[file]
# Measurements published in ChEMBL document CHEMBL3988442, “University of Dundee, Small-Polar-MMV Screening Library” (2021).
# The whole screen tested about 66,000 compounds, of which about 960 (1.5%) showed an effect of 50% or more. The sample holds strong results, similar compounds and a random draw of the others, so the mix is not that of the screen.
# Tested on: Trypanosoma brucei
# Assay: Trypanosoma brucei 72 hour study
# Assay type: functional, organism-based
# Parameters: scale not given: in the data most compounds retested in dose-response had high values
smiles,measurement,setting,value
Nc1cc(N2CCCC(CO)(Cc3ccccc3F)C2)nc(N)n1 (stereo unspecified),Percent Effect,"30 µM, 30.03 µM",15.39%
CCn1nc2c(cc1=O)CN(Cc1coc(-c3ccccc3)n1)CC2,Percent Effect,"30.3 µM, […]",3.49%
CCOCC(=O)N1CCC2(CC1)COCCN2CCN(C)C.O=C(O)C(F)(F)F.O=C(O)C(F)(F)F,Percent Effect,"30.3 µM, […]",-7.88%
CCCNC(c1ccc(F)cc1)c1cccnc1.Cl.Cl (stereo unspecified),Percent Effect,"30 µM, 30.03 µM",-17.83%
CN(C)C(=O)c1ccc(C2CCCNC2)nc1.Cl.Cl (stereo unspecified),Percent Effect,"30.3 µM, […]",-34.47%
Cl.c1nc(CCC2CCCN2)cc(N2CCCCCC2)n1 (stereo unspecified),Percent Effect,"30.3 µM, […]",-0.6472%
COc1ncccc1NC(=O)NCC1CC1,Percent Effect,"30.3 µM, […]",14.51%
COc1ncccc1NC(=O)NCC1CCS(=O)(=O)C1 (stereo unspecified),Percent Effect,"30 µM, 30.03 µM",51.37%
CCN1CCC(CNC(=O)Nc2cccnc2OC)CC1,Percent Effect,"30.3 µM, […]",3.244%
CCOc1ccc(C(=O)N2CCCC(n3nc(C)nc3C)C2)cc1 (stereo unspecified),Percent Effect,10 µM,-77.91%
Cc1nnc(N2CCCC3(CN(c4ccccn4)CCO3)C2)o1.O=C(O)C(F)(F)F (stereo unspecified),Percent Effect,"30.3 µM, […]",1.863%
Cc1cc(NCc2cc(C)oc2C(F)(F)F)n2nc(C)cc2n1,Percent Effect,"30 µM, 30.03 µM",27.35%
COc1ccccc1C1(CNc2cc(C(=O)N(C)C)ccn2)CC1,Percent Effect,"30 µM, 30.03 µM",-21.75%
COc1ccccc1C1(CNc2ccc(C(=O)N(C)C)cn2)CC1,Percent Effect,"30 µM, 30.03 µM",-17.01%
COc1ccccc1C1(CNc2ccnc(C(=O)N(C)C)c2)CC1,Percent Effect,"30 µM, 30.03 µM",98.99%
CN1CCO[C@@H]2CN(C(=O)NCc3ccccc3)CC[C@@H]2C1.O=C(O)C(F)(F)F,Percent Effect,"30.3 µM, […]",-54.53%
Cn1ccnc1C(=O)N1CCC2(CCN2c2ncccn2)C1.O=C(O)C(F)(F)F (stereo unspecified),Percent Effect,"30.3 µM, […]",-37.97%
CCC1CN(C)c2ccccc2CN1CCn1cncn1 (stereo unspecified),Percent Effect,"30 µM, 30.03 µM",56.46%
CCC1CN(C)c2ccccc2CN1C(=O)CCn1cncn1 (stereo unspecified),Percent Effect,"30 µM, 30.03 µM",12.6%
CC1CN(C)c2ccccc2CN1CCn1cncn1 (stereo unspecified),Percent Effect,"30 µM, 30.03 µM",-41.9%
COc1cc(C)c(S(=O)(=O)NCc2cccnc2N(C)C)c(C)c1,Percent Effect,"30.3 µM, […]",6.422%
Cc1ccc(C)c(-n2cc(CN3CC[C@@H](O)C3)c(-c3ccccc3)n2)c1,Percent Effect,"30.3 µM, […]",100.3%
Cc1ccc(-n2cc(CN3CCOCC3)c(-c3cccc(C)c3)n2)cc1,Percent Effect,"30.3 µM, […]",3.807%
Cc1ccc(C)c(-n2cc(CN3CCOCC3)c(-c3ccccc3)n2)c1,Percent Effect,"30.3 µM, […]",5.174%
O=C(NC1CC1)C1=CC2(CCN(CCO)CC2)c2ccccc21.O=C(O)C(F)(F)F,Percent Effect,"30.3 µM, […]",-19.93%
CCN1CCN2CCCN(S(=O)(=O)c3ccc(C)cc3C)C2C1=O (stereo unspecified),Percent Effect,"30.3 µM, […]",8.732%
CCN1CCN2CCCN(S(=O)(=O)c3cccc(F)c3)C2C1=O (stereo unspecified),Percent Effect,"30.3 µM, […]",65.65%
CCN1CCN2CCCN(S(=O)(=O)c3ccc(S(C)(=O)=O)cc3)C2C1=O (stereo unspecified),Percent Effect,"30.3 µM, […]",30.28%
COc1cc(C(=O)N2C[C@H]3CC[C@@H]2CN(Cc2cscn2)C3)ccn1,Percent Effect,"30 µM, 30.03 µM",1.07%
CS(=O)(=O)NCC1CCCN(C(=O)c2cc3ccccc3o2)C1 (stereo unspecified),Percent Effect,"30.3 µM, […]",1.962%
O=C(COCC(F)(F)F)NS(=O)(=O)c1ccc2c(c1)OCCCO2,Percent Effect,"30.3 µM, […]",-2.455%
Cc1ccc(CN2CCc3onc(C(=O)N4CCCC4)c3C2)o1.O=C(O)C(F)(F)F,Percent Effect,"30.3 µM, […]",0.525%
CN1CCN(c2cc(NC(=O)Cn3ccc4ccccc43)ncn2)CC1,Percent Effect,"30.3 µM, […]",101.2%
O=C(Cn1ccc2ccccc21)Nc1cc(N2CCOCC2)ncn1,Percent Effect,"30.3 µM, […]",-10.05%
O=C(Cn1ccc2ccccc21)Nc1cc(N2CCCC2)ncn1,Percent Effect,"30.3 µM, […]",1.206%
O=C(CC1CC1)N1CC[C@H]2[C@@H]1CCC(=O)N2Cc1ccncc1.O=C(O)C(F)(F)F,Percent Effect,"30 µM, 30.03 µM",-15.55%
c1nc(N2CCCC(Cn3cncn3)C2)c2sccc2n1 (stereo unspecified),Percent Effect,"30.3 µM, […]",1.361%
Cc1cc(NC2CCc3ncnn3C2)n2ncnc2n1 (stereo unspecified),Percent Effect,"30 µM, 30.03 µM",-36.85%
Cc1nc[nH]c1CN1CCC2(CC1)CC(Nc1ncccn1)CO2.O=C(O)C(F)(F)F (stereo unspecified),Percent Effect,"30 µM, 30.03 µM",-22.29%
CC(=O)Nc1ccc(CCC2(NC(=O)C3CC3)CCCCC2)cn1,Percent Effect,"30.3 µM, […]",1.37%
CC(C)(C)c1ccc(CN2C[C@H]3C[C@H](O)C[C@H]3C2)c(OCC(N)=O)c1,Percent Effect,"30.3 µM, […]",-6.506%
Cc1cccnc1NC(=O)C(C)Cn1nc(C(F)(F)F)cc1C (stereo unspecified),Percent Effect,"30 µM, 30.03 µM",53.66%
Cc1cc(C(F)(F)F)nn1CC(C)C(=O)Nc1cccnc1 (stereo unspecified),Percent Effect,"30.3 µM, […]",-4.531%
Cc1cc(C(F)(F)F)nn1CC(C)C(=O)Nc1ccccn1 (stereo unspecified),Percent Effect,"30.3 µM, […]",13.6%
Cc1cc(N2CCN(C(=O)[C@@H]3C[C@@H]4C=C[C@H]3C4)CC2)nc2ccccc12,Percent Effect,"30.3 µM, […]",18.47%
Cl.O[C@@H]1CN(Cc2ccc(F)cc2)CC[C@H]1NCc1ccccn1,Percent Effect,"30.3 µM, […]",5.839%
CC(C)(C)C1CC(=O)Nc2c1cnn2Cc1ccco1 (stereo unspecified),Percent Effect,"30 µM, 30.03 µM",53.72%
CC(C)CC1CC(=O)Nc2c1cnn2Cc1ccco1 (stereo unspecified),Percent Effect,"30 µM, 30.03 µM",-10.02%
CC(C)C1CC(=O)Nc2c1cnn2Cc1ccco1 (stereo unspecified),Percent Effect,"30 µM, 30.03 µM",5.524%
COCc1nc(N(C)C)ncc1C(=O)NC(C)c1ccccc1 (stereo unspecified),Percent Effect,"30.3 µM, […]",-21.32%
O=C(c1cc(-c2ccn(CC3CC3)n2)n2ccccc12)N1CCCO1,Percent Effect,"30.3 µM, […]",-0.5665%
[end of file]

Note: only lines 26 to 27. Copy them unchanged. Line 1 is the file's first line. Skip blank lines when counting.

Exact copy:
CCC1CN(C)c2ccccc2CN1C(=O)CCn1cncn1 (stereo unspecified),Percent Effect,"30 µM, 30.03 µM",12.6%
CC1CN(C)c2ccccc2CN1CCn1cncn1 (stereo unspecified),Percent Effect,"30 µM, 30.03 µM",-41.9%